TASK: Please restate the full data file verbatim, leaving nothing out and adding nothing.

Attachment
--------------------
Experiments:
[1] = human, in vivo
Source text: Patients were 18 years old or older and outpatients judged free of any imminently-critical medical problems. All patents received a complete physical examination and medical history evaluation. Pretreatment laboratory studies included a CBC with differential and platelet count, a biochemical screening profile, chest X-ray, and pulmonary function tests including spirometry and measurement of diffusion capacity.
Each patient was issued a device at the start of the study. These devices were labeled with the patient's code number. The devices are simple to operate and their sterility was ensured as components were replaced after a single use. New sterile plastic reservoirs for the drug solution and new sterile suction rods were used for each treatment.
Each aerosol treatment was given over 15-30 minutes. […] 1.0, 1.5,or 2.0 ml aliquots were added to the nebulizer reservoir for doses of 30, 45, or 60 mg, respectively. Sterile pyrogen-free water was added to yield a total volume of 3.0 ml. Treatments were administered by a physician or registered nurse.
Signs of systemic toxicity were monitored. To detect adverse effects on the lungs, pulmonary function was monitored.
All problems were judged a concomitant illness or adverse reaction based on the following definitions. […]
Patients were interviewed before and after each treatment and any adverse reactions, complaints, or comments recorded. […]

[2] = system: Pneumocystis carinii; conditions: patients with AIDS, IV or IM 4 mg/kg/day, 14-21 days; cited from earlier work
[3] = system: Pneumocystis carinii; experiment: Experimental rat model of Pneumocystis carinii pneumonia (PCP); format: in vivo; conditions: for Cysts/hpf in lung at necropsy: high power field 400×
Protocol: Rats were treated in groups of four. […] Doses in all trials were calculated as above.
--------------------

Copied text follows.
Experiments:
[1] = human, in vivo
Source text: Patients were 18 years old or older and outpatients judged free of any imminently-critical medical problems. All patents received a complete physical examination and medical history evaluation. Pretreatment laboratory studies included a CBC with differential and platelet count, a biochemical screening profile, chest X-ray, and pulmonary function tests including spirometry and measurement of diffusion capacity.
Each patient was issued a device at the start of the study. These devices were labeled with the patient's code number. The devices are simple to operate and their sterility was ensured as components were replaced after a single use. New sterile plastic reservoirs for the drug solution and new sterile suction rods were used for each treatment.
Each aerosol treatment was given over 15-30 minutes. […] 1.0, 1.5,or 2.0 ml aliquots were added to the nebulizer reservoir for doses of 30, 45, or 60 mg, respectively. Sterile pyrogen-free water was added to yield a total volume of 3.0 ml. Treatments were administered by a physician or registered nurse.
Signs of systemic toxicity were monitored. To detect adverse effects on the lungs, pulmonary function was monitored.
All problems were judged a concomitant illness or adverse reaction based on the following definitions. […]
Patients were interviewed before and after each treatment and any adverse reactions, complaints, or comments recorded. […]

[2] = system: Pneumocystis carinii; conditions: patients with AIDS, IV or IM 4 mg/kg/day, 14-21 days; cited from earlier work
[3] = system: Pneumocystis carinii; experiment: Experimental rat model of Pneumocystis carinii pneumonia (PCP); format: in vivo; conditions: for Cysts/hpf in lung at necropsy: high power field 400×
Protocol: Rats were treated in groups of four. […] Doses in all trials were calculated as above.